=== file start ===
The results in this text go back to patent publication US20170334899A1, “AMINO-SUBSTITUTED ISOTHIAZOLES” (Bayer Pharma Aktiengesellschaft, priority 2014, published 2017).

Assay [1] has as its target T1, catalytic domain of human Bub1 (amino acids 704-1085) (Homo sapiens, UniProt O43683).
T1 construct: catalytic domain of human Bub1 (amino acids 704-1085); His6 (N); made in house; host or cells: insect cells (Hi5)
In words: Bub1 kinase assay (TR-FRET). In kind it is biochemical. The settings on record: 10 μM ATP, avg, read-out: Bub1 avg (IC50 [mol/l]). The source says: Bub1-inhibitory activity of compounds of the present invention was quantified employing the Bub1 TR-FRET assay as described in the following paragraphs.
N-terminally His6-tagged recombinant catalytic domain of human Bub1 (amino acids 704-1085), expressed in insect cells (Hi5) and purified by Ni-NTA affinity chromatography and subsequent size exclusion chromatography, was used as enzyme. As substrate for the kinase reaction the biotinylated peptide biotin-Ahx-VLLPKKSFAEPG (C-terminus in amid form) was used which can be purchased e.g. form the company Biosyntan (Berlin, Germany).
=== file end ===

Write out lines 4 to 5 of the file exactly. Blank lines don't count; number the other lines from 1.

In words: Bub1 kinase assay (TR-FRET). In kind it is biochemical. The settings on record: 10 μM ATP, avg, read-out: Bub1 avg (IC50 [mol/l]). The source says: Bub1-inhibitory activity of compounds of the present invention was quantified employing the Bub1 TR-FRET assay as described in the following paragraphs.
N-terminally His6-tagged recombinant catalytic domain of human Bub1 (amino acids 704-1085), expressed in insect cells (Hi5) and purified by Ni-NTA affinity chromatography and subsequent size exclusion chromatography, was used as enzyme. As substrate for the kinase reaction the biotinylated peptide biotin-Ahx-VLLPKKSFAEPG (C-terminus in amid form) was used which can be purchased e.g. form the company Biosyntan (Berlin, Germany).